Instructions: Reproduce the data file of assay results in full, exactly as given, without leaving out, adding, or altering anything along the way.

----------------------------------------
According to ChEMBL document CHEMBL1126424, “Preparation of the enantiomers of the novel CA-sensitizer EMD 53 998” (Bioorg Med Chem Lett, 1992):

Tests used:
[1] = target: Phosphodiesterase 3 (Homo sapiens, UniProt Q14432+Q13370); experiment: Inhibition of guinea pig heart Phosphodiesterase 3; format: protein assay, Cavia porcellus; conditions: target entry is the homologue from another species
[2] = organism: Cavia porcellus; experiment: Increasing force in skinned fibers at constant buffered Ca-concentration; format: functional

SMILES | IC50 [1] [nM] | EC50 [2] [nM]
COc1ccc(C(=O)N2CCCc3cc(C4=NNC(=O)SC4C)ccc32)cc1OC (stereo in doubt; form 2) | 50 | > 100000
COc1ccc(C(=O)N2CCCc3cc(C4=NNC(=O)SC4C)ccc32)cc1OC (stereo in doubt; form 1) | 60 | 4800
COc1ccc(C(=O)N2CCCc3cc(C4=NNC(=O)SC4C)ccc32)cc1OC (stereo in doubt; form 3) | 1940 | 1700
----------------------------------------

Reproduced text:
According to ChEMBL document CHEMBL1126424, “Preparation of the enantiomers of the novel CA-sensitizer EMD 53 998” (Bioorg Med Chem Lett, 1992):

Tests used:
[1] = target: Phosphodiesterase 3 (Homo sapiens, UniProt Q14432+Q13370); experiment: Inhibition of guinea pig heart Phosphodiesterase 3; format: protein assay, Cavia porcellus; conditions: target entry is the homologue from another species
[2] = organism: Cavia porcellus; experiment: Increasing force in skinned fibers at constant buffered Ca-concentration; format: functional

SMILES | IC50 [1] [nM] | EC50 [2] [nM]
COc1ccc(C(=O)N2CCCc3cc(C4=NNC(=O)SC4C)ccc32)cc1OC (stereo in doubt; form 2) | 50 | > 100000
COc1ccc(C(=O)N2CCCc3cc(C4=NNC(=O)SC4C)ccc32)cc1OC (stereo in doubt; form 1) | 60 | 4800
COc1ccc(C(=O)N2CCCc3cc(C4=NNC(=O)SC4C)ccc32)cc1OC (stereo in doubt; form 3) | 1940 | 1700